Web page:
While children with disabilities are not at greater risk of contracting the novel coronavirus, they are likely to be impacted by the Covid-19 pandemic.
Although it's impossible to predict the unequal long term impact of social distancing and remote learning on South African learners, 2020 has shone a spotlight on the intricacies involved in educating children with special needs like autism, Attention Deficit Hyperactivity Disorder (ADHD), and other learning, hearing and visual impairments.
This is according to Karabo Ramookho, Strategic Retail Marketing Manager at
Old Mutual, who says that every child deserves the opportunity to develop to their maximum potential regardless of the short and long term impact of the pandemic.
"The second wave gripping the country has increased the disruption of education generally, and specifically the education of children with special needs," says Ramookho.
Speaking about the school closures during the 2020 national lockdown, in an article published by the University of Cape Town, Associate Professor Judith McKenzie, head of the Division of Disability Studies, said parents of disabled children were under increased pressure.
"Parents and families are expected to play an active role by monitoring their child's learning, setting up homeschool programmes and even teaching content.
"While many resources are now available in the form of guides, YouTube channels and websites, there is very little support to parents and families who have the task of homeschooling children with disabilities," the article reads.
Remote learning and the advancement in technology to assist people with disabilities holds immense promise, and the past few years, in particular, have seen exciting innovations added to the development pipeline.
However, the COVID-19 pandemic has revealed that differently-abled children cannot rely on technology alone and require much more intensive specialised one-on-one support. "Naturally, this additional assistance, technology and the technical skills required to use it effectively, along with hiring specialist teachers comes at a higher cost," says Ramookho, whose child has a hearing impairment.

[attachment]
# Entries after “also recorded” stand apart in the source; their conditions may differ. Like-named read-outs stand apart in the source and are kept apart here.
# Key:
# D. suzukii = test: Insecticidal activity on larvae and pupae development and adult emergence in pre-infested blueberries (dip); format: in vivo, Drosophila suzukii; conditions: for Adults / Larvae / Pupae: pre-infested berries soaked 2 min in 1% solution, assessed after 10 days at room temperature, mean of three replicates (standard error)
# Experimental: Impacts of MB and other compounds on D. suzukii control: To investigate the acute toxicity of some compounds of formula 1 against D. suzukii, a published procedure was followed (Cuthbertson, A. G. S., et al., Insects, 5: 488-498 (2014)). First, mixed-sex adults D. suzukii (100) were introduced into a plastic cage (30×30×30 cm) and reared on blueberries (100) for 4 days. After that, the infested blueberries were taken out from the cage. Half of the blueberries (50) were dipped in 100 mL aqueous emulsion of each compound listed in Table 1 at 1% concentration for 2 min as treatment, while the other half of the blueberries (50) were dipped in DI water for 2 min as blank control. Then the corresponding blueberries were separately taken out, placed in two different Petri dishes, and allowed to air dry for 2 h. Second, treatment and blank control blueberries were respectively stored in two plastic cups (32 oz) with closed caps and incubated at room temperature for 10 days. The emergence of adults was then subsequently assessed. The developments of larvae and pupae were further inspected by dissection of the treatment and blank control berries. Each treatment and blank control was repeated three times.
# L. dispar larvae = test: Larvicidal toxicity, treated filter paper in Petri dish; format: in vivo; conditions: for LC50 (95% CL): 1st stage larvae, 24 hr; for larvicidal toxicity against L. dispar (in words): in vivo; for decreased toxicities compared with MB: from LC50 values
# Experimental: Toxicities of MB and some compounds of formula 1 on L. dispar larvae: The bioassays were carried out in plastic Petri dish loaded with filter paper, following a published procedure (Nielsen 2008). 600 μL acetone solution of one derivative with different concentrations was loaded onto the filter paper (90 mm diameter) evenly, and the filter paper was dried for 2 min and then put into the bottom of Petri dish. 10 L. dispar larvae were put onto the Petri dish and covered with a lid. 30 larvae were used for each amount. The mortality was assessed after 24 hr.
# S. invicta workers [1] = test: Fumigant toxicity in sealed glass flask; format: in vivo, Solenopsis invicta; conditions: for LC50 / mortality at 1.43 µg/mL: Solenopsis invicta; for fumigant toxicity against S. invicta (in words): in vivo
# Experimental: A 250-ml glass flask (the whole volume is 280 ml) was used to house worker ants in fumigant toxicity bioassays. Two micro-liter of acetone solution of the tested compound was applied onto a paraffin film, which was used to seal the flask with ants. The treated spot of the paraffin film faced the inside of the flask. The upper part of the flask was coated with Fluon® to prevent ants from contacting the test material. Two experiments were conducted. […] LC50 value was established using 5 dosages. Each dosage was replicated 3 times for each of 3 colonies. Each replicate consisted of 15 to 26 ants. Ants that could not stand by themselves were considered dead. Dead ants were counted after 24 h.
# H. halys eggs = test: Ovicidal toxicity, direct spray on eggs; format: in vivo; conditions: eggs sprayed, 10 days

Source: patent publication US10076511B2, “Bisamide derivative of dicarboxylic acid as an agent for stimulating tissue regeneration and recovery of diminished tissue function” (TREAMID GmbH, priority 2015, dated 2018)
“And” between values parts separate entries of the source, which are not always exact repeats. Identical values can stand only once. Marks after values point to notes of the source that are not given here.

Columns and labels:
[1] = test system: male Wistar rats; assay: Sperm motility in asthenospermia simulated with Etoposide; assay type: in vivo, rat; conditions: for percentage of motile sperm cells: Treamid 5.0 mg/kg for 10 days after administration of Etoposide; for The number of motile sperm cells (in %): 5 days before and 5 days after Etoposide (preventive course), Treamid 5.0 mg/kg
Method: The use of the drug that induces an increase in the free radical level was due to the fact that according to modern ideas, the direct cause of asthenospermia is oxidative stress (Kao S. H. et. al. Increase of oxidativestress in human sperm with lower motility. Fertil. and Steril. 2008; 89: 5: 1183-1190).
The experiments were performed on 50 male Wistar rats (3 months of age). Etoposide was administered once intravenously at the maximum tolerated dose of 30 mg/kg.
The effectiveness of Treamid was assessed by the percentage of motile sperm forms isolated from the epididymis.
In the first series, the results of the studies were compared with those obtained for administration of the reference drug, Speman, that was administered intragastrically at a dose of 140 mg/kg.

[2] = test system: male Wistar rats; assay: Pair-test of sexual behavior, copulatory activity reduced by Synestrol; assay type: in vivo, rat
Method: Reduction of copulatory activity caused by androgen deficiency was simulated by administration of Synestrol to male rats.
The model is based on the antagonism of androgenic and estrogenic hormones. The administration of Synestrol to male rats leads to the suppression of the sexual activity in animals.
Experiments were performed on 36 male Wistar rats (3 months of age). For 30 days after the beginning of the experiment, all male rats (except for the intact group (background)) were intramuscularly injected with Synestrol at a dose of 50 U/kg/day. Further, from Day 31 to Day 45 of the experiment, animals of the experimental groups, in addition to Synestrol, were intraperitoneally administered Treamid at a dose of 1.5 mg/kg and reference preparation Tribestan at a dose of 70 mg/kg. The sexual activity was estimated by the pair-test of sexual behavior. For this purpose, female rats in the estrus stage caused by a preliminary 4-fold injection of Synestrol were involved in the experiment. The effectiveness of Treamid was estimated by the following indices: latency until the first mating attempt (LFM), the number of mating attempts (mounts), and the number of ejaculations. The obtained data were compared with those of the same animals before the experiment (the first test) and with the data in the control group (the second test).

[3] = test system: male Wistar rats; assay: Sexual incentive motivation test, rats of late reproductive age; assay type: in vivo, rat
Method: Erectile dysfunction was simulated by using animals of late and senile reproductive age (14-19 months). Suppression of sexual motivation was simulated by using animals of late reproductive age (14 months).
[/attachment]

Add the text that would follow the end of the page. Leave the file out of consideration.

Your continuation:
“You don’t usually consider scenarios until they are close to home. With my son, we’ve had to rethink the support needed to cater for his special needs during lockdown when he couldn’t attend classes. Seeking advice from medical specialists is also an additional cost parents need to plan for,” adds Ramookho.
Many children who attend mainstream schools are required to pay for a personal class assistant as a condition of staying in mainstream classes. This and other costs for essentials such as on-going therapy, equipment, changing your home to accommodate your child’s needs are often costs that parents of disabled children need to plan and budget for.
Ramookho says that these complexities highlight the need for careful financial planning. " For new moms and dads, coming to terms with the diagnosis of a physical or intellectual disability can be overwhelming.
"Not only do you want to do everything in your power to help your child reach their full potential, but you also need to remain financially sound and consider what would happen if you're no longer in the picture."
By working with an accredited financial adviser, all these factors can be taken into consideration, including an analysis of specific needs, goals and context so that you can focus on what matters most – loving, supporting and preparing your child well for the future.
“While parents of children with disabilities may experience greater uncertainty and anxiety about their child’s future, there is also hope that future technological advancements will bring some relief. This prospect makes it even more crucial to have a sound financial plan in place so that you will be in a position to take advantage of these developments, which are generally not cheap,” says Ramookho.
“Remember there is some tax relief for taxpayers who have dependants with disabilities. You are entitled to claim certain qualifying medical expenses in the form of an additional medical expenses tax credit from SARS.
"The best time to start planning and saving is when your child is born. The second best time is today,” she concludes.
To give your child the gift that keeps on giving, a valuable education, visit https://www.oldmutual.co.za/personal/solutions/financial-coaching to get in touch with an accredited financial adviser.
The material is not intended as and does not constitute financial or any other advice.
The material does not take into account your personal financial circumstances. For this reason it is recommended that you speak to an accredited broker or financial adviser to consider all your options and draw up a plan to achieve your financial goals.
This post and content is sponsored, written and provided by Old Mutual.